If there’s one thing Chinese leaders wanted you to know in the past week, it’s that they are fully committed to opening the nation’s financial sector.
Premier Li Keqiang took to the stage twice at the World Economic Forum in the northern Chinese city of Tianjin to assure delegates that the country is committed to welcoming foreign financial firms, days after U.S. President Donald Trump announced tariffs on $200 billion of Chinese imports. People’s Bank of China Governor Yi Gang also reaffirmed the effort.
China promised to overhaul foreign ownership rules in November during Trump’s visit to Beijing. Though the government changed regulations to allow majority ownership for securities and fund management companies, and removed the limits for banks and bad debt managers, overseas firms including UBS Group AG and JPMorgan Chase & Co. are still waiting for approval after submitting applications.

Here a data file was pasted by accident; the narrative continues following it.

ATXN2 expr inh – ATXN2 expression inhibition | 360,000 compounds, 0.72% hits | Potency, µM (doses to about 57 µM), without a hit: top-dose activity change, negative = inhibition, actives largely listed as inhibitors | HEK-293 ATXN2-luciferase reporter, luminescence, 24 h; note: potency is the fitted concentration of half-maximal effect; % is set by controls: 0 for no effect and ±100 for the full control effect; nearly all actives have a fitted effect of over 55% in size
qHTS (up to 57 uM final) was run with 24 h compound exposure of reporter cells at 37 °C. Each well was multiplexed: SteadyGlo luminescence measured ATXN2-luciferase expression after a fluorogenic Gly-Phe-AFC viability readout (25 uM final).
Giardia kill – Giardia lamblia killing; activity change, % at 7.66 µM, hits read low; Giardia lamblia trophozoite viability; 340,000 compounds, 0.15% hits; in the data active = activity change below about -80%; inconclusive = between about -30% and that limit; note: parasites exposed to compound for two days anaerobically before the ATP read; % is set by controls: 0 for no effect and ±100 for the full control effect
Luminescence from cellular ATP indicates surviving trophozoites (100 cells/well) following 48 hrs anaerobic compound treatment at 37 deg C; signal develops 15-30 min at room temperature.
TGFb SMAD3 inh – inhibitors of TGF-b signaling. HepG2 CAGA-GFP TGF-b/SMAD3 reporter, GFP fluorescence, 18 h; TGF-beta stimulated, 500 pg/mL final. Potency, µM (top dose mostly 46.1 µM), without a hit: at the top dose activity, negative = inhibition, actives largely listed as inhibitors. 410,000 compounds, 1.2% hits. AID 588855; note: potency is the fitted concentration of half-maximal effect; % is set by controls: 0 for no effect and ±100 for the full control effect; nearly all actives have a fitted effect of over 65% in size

Yi’s comments came in a book to celebrate the 20th anniversary of the Chinese Economists 50 Forum, according to the official Xinhua News Agency. Also at the WEF event, Fang Xinghai, vice chairman of China’s securities regulator, and central bank adviser Liu Shijin restated the country’s promise.
Here are some of the key quotes from the past week:
The push to open comes as China tries to de-risk its economy and plug financing gaps as its shadow banking sector shrinks. The deleveraging campaign, along with effects from the trade war with the U.S., has contributed to a stock market that’s among the worst global performers this year.